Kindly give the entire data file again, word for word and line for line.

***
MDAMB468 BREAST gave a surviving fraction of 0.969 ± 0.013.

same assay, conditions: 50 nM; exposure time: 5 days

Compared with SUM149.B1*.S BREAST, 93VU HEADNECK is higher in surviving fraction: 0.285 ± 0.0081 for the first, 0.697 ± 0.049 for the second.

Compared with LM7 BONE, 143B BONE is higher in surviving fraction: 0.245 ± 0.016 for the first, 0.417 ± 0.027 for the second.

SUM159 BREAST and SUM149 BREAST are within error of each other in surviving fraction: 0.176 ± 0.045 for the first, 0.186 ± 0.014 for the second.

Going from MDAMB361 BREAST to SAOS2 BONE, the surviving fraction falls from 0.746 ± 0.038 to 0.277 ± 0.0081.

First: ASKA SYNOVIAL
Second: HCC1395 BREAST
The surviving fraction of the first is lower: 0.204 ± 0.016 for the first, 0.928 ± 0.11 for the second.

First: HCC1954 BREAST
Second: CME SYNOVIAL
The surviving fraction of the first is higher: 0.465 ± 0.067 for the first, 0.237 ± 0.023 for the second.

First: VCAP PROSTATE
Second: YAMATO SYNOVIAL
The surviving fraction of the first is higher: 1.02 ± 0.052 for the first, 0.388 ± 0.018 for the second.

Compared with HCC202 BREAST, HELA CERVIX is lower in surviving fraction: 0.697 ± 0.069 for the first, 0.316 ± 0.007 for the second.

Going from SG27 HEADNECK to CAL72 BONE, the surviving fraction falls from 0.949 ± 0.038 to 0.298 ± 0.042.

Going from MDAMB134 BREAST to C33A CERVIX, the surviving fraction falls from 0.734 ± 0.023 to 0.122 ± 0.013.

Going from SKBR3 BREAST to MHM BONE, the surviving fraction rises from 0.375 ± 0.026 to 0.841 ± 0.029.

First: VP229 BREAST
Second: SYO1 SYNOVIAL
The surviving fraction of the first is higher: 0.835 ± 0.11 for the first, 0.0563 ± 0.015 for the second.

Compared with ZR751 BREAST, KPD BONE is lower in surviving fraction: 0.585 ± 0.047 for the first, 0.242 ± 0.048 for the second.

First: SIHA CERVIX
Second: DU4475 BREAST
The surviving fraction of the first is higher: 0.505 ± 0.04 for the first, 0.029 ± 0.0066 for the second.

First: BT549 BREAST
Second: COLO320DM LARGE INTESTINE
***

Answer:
MDAMB468 BREAST gave a surviving fraction of 0.969 ± 0.013.

same assay, conditions: 50 nM; exposure time: 5 days

Compared with SUM149.B1*.S BREAST, 93VU HEADNECK is higher in surviving fraction: 0.285 ± 0.0081 for the first, 0.697 ± 0.049 for the second.

Compared with LM7 BONE, 143B BONE is higher in surviving fraction: 0.245 ± 0.016 for the first, 0.417 ± 0.027 for the second.

SUM159 BREAST and SUM149 BREAST are within error of each other in surviving fraction: 0.176 ± 0.045 for the first, 0.186 ± 0.014 for the second.

Going from MDAMB361 BREAST to SAOS2 BONE, the surviving fraction falls from 0.746 ± 0.038 to 0.277 ± 0.0081.

First: ASKA SYNOVIAL
Second: HCC1395 BREAST
The surviving fraction of the first is lower: 0.204 ± 0.016 for the first, 0.928 ± 0.11 for the second.

First: HCC1954 BREAST
Second: CME SYNOVIAL
The surviving fraction of the first is higher: 0.465 ± 0.067 for the first, 0.237 ± 0.023 for the second.

First: VCAP PROSTATE
Second: YAMATO SYNOVIAL
The surviving fraction of the first is higher: 1.02 ± 0.052 for the first, 0.388 ± 0.018 for the second.

Compared with HCC202 BREAST, HELA CERVIX is lower in surviving fraction: 0.697 ± 0.069 for the first, 0.316 ± 0.007 for the second.

Going from SG27 HEADNECK to CAL72 BONE, the surviving fraction falls from 0.949 ± 0.038 to 0.298 ± 0.042.

Going from MDAMB134 BREAST to C33A CERVIX, the surviving fraction falls from 0.734 ± 0.023 to 0.122 ± 0.013.

Going from SKBR3 BREAST to MHM BONE, the surviving fraction rises from 0.375 ± 0.026 to 0.841 ± 0.029.

First: VP229 BREAST
Second: SYO1 SYNOVIAL
The surviving fraction of the first is higher: 0.835 ± 0.11 for the first, 0.0563 ± 0.015 for the second.

Compared with ZR751 BREAST, KPD BONE is lower in surviving fraction: 0.585 ± 0.047 for the first, 0.242 ± 0.048 for the second.

First: SIHA CERVIX
Second: DU4475 BREAST
The surviving fraction of the first is higher: 0.505 ± 0.04 for the first, 0.029 ± 0.0066 for the second.

First: BT549 BREAST
Second: COLO320DM LARGE INTESTINE